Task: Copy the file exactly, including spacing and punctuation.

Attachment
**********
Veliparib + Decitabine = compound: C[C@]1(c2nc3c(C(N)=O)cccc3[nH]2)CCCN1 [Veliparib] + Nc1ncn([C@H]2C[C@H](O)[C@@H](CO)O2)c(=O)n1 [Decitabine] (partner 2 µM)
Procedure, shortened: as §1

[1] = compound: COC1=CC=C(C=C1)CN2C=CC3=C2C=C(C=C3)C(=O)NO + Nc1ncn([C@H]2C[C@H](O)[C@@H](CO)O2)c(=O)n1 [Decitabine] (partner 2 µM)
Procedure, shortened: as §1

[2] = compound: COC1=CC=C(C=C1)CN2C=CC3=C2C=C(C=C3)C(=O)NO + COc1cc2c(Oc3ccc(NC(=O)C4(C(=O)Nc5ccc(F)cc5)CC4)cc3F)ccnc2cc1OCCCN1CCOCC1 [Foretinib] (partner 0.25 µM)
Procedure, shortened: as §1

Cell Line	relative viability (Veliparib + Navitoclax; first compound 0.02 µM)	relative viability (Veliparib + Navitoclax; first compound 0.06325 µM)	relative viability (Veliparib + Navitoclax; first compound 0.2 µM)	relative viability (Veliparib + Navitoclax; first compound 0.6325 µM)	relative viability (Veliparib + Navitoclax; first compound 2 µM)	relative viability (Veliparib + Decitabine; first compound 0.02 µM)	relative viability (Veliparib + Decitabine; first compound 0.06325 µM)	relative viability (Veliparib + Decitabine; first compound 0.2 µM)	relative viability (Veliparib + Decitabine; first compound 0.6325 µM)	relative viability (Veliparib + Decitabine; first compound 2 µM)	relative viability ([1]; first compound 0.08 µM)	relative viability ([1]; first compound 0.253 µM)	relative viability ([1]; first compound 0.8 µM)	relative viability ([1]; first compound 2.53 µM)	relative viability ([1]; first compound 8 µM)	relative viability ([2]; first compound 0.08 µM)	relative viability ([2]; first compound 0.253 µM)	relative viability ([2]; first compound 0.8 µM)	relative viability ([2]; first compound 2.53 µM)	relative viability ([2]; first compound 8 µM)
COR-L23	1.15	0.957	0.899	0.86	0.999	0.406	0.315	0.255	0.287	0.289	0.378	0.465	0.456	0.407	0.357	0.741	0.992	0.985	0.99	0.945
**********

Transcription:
Veliparib + Decitabine = compound: C[C@]1(c2nc3c(C(N)=O)cccc3[nH]2)CCCN1 [Veliparib] + Nc1ncn([C@H]2C[C@H](O)[C@@H](CO)O2)c(=O)n1 [Decitabine] (partner 2 µM)
Procedure, shortened: as §1

[1] = compound: COC1=CC=C(C=C1)CN2C=CC3=C2C=C(C=C3)C(=O)NO + Nc1ncn([C@H]2C[C@H](O)[C@@H](CO)O2)c(=O)n1 [Decitabine] (partner 2 µM)
Procedure, shortened: as §1

[2] = compound: COC1=CC=C(C=C1)CN2C=CC3=C2C=C(C=C3)C(=O)NO + COc1cc2c(Oc3ccc(NC(=O)C4(C(=O)Nc5ccc(F)cc5)CC4)cc3F)ccnc2cc1OCCCN1CCOCC1 [Foretinib] (partner 0.25 µM)
Procedure, shortened: as §1

Cell Line	relative viability (Veliparib + Navitoclax; first compound 0.02 µM)	relative viability (Veliparib + Navitoclax; first compound 0.06325 µM)	relative viability (Veliparib + Navitoclax; first compound 0.2 µM)	relative viability (Veliparib + Navitoclax; first compound 0.6325 µM)	relative viability (Veliparib + Navitoclax; first compound 2 µM)	relative viability (Veliparib + Decitabine; first compound 0.02 µM)	relative viability (Veliparib + Decitabine; first compound 0.06325 µM)	relative viability (Veliparib + Decitabine; first compound 0.2 µM)	relative viability (Veliparib + Decitabine; first compound 0.6325 µM)	relative viability (Veliparib + Decitabine; first compound 2 µM)	relative viability ([1]; first compound 0.08 µM)	relative viability ([1]; first compound 0.253 µM)	relative viability ([1]; first compound 0.8 µM)	relative viability ([1]; first compound 2.53 µM)	relative viability ([1]; first compound 8 µM)	relative viability ([2]; first compound 0.08 µM)	relative viability ([2]; first compound 0.253 µM)	relative viability ([2]; first compound 0.8 µM)	relative viability ([2]; first compound 2.53 µM)	relative viability ([2]; first compound 8 µM)
COR-L23	1.15	0.957	0.899	0.86	0.999	0.406	0.315	0.255	0.287	0.289	0.378	0.465	0.456	0.407	0.357	0.741	0.992	0.985	0.99	0.945